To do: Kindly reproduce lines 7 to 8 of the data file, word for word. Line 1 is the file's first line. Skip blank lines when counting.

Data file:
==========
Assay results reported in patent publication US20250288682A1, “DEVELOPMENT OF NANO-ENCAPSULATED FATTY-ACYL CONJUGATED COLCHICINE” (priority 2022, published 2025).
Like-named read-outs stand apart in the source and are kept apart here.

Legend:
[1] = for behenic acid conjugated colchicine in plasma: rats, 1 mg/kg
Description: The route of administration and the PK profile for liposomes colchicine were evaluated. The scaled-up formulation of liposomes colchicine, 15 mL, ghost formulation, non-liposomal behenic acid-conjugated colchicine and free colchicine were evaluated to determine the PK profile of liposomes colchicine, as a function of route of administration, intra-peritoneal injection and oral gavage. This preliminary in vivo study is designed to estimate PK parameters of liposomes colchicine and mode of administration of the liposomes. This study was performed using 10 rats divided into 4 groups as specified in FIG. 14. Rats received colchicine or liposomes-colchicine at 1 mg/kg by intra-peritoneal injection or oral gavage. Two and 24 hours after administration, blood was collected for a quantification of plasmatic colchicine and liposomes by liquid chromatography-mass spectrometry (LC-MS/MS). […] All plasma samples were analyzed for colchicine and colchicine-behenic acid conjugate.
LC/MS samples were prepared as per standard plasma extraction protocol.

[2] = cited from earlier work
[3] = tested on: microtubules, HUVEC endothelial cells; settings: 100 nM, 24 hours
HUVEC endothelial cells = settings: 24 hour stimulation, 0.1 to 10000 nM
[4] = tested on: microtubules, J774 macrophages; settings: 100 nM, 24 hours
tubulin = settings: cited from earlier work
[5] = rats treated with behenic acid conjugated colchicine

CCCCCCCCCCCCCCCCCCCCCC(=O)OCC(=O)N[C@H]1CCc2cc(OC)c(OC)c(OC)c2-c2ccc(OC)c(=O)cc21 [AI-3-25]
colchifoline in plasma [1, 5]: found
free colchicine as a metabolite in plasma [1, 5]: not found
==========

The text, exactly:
[2] = cited from earlier work
[3] = tested on: microtubules, HUVEC endothelial cells; settings: 100 nM, 24 hours